By Mike Rosenberg

BART's unions Thursday evening filed a 72-hour strike notice, sharply escalating the threat of a work stoppage on Monday that would once again paralyze Bay Area commutes if an agreement is not reached on the key issues of pay raises and contributions to health care and pensions.

The threat left many frustrated commuters with the question: Can't someone save us?

Despite the formal notice, a strike is not guaranteed. Both union and management leaders say they will spend the next three days bargaining in hopes of reaching a deal. And there are other options for both sides.

Unions members and supporters of BART workers cheer as union leaders and community members speak during a rally at Frank Ogawa Plaza in Oakland, Calif., on
Unions members and supporters of BART workers cheer as union leaders and community members speak during a rally at Frank Ogawa Plaza in Oakland, Calif., on Thursday, Aug. 1, 2013. (Ray Chavez/Bay Area News Group) ( RAY CHAVEZ )

Among the alternatives that have prevented BART service stoppages during tense labor talks over the past few decades: Unions could simply continue to work without a contract; BART could bring in back-up operators; the governor could step in to halt a shutdown; or BART could turn up the pressure by imposing a contract.

None of those options is being seriously considered publicly now, though leaders on both sides have indicated that might change as negotiations head into the stretch.

BART is suggesting that unions continue the agreement that temporarily ended the first, 4½-day shutdown on July 5 and set the Sunday night deadline for a long-term contract. Under that deal, employees stayed on the job under the terms of their old contract -- a common practice among public and private union workers that allows workers to continue cashing paychecks.

Most recently, AC Transit workers, who had previously threatened to strike, continued to work after their contract expired at the end of June. And BART unions say they're open to following suit.

"That's a decision that we will assess on Sunday night," said Josie Mooney, chief negotiator for the largest labor group, the local Service Employees International Union.

But Mooney said BART unions have worked without a contract only when a deal appeared imminent -- including in 2005, to avert a strike -- and that's not yet the case this time.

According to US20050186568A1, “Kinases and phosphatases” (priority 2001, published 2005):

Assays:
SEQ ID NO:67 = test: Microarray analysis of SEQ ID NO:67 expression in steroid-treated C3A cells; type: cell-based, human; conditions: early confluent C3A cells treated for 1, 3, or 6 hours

Labor experts, though, say working without a contract may be the best strategy for unions as they continue to struggle to gain the public support needed to apply pressure on management.

"I think the BART employees need to be careful not to overplay their hand here," said Joe Nation, a public policy professor at Stanford and former union representative. "If (the public) is not sympathetic to striking workers, I think it makes it much tougher for that strike to be successful. And management will see that. That's a troubling position for the union to be in."

On Thursday, BART and unions held dueling press events -- including a worker march to BART's Oakland headquarters -- in which they yet again bashed one another, even while spending part of the day at the bargaining table.

BART's union workers have not received a pay hike for four years. But they make an average of about $76,500 in annual gross pay, contribute nothing toward their pension and pay $92 monthly toward health care. The sides remain several percentage points apart on increases to pay and benefits contributions.

If the union's 2,300 blue-collar workers hit the picket lines, BART could use its 10 or more certified managers to run trains on a limited basis, as it did during a three-month strike in 1979, or bring in retired train operators.

But BART spokeswoman Alicia Trost said the agency, for now, is focused on a plan to use 95 charter buses, slightly more than during the first strike, to take a couple of thousand displaced passengers from the East Bay to San Francisco each day of a strike.

If the work stoppage wears on, though, BART could change course and consider running some trains. "It depends on how long the strike would go, and resources and staffing," Trost said.

BART cannot bring in an entirely new crew of train drivers since the union contract prevents the agency from beginning the state-required training process -- which can take months -- until workers go on strike.

Another option is for Gov. Jerry Brown to use his powers to issue a 60-day cooling-off period, a route several previous governors have taken to avoid BART strikes over the last few decades -- most recently Gov. Gray Davis in 2001.

A spokesman for Brown, however, said the governor's office has not yet received a request for such action from either BART or the unions. And neither Trost nor Mooney on Thursday indicated any willingness to ask Brown to step in.

In the run-up to the last strike in late June, the other union -- the local Amalgamated Transit Union -- asked Brown to declare a cooling-off period. But he declined after BART management argued that if there had to be a strike, it would rather have one during a light holiday week.

BART could also try pushing unions toward a deal by imposing terms of employment, as it did during the last round of contract talks, in 2009, when workers also threatened to strike. But BART board meetings to discuss that option in July were canceled after both sides agreed to the deal to temporarily end the strike, and the agreement prevented the board from imposing work conditions until at least Aug. 5.

Despite the possible alternatives, both sides say they remain committed to the most straightforward solution: reaching a settlement.

"That's what we want; we want an agreement. Workers don't want to go on strike," Mooney said. "We appreciate the impact it has on the (riders) so they can get to work and provide for their families."

Contact Mike Rosenberg at 408-920-5705. Follow him at twitter.com/RosenbergMerc.